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Preparing for a Foundation Inspection

Foundation Inspection

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When you plan to purchase a new home, you must have a safety and foundation inspection. This can especially help families moving into a pre-owned home. If you find damage, you may need to negotiate the price of the sale or repairs. You can make sure your home inspection goes well by preparing for the visit. If the seller of the home still lives on the property, for example, work with them to schedule a convenient time. Many parts of the home must also remain accessible to the inspector. If the home remains vacant, have the utilities turned on before the inspection. With a little preparation and courtesy, you can get the most out of your home inspection.

Find a Quality Inspector

You can search online for house inspectors in your area. This inspection can determine how you negotiate the price of your new home. You may prefer getting a recommendation from friends or family. This way you can have confidence in the quality of the inspection. If you must choose a company online, check customer reviews, look through the website, and call to ask questions. After the inspection, you may need to hire a specialist for the best foundation repairs in Michigan, as well.

Utilities

Inspectors often look at vacant homes with disconnected utilities. If you have no control over the utilities, you may have to settle for this option. Without light, however, your inspector becomes limited on what they can do. You may also have to bring in city specialists to check the safety of your electric and gas appliances at a later time. Turn on the utilities at the home before the inspection, if possible.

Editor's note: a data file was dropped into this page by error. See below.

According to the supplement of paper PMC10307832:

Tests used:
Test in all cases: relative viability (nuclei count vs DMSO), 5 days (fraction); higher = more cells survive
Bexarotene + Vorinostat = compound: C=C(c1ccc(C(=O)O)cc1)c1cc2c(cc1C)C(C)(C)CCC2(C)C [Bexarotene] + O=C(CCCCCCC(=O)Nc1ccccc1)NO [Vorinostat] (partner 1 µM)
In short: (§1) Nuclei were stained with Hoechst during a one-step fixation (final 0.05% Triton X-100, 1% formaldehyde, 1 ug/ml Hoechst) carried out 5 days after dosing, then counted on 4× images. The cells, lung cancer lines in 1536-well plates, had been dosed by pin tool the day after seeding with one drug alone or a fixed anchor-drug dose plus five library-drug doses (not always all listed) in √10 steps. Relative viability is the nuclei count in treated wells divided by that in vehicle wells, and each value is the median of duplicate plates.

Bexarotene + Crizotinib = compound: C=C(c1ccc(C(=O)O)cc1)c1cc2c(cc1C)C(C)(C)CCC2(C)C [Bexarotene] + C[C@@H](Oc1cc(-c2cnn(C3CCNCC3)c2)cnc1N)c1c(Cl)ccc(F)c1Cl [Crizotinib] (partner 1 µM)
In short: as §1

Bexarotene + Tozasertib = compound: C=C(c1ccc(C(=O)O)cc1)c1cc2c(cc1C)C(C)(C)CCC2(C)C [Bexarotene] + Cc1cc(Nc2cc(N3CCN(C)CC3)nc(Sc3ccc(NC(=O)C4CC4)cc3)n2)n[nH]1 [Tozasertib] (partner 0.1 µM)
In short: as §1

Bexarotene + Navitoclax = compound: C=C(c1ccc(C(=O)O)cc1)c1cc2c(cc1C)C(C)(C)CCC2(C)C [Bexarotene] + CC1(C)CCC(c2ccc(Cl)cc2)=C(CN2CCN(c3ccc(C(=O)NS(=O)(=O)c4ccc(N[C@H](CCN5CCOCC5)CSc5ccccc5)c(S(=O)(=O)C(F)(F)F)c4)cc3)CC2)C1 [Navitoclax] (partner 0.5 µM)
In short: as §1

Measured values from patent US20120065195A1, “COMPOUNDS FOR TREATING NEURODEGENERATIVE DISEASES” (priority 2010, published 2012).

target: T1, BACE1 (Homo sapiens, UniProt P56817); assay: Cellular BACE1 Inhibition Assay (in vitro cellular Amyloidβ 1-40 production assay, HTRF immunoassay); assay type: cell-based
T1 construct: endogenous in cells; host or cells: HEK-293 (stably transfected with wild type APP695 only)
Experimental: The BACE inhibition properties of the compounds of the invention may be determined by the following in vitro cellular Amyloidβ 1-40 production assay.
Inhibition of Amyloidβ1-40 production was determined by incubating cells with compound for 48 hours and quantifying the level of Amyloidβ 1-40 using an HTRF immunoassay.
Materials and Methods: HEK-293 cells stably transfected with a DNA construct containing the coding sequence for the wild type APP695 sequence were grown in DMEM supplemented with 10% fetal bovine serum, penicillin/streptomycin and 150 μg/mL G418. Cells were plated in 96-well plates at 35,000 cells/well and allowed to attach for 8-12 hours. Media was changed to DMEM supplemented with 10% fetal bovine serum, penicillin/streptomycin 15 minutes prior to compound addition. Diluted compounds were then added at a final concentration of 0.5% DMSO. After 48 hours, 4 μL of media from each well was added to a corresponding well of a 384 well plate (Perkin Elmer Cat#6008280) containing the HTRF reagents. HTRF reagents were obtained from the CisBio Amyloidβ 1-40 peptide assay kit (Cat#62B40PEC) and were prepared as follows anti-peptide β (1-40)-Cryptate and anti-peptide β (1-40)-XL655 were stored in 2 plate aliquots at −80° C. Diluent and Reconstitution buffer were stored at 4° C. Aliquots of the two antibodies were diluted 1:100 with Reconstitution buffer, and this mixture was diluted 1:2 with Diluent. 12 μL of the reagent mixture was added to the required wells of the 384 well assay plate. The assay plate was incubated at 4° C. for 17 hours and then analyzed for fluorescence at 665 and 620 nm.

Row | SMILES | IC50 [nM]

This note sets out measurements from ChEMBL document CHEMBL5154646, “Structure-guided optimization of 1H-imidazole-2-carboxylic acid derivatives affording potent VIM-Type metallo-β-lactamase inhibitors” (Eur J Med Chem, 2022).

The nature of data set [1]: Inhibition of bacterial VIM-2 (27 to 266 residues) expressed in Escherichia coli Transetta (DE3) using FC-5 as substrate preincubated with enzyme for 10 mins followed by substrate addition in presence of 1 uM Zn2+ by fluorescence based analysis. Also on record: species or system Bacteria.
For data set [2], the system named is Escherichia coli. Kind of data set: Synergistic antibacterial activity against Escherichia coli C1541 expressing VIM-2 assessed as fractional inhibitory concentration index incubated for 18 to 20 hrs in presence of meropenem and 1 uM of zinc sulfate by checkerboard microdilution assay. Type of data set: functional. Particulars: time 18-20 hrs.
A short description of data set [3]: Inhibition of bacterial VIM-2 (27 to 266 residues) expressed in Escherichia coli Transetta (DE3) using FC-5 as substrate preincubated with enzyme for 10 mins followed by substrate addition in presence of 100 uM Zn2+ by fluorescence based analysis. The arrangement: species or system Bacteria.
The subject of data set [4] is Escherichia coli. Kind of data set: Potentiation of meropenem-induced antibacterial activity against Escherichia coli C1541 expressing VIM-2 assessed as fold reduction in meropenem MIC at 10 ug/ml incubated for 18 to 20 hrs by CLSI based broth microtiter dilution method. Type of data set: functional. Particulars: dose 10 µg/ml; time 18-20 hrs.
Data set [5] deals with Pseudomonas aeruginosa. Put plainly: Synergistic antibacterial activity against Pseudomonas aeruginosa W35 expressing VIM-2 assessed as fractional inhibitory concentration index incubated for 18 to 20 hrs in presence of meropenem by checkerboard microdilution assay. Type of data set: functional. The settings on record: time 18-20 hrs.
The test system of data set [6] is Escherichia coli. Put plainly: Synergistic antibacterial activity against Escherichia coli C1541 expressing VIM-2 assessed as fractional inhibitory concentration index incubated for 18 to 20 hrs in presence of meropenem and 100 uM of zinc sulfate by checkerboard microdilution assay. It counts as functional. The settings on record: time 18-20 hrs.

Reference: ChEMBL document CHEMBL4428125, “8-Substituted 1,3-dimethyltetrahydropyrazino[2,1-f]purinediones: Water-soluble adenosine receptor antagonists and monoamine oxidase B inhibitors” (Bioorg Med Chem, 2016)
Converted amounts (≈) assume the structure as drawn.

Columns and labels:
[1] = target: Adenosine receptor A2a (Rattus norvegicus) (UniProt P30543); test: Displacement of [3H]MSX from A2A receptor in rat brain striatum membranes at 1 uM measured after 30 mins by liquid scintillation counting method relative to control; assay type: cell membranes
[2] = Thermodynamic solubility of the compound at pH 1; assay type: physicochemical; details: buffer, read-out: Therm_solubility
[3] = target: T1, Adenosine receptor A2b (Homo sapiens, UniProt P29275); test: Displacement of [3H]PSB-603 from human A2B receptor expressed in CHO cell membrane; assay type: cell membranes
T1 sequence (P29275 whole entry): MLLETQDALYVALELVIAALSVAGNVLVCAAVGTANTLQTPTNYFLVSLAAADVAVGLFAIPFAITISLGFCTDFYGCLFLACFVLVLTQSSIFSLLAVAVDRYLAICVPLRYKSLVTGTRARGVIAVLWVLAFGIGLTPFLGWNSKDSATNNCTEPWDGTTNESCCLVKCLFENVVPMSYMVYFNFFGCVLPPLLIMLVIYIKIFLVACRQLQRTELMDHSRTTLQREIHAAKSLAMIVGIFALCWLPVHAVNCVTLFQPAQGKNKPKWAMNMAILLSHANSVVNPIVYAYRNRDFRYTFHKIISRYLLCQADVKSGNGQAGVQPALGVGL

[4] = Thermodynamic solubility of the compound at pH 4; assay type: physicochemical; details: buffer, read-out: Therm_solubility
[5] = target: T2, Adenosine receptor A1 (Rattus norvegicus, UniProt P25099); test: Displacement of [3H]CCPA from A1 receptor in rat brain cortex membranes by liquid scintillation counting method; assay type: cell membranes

Current Occupants

If the seller still occupies the home, work with them to schedule the appointment. You must keep kids and pets out of the way. People living in the home may also need time to hire a sitter, move items in the home, or take a day off work. Be considerate of the current occupants. You may need to negotiate the price of the house after the inspection. If you can act kind and considerate, negotiations may go well.

Accessibility

Home inspectors look at every aspect of the home. You can expect them to crawl under the house and into attics. These areas need to remain reasonably accessible to the inspector. If the house has occupants, they need to move furniture or other items that obstruct doors to attics, for example. The process can go much faster if the inspector does not have to stop and wait for items to get moved.

Get Involved

You can send the inspector through the house alone and wait for the report if you wish. You can learn more about your home, however, if you get involved. When the inspector gets there, ask if you can join in. If not, you can remain on the property and ask questions afterward. If you have concerns, take notes and talk to your inspector about the problems you suspect. If you notice moisture or humidity, for example, tell the inspector. Any information you have on the home may help the inspector make better observations.

A home inspection can help you learn about your future in your new home. It is normal to find complications in a home, especially one that has been lived in for many years. You can get the most out of your inspection by preparing properly. Turn on the utilities, work with the occupants, and make all spaces accessible to the inspector. After you get results, you can work on negotiating the price and repairs for your new home.

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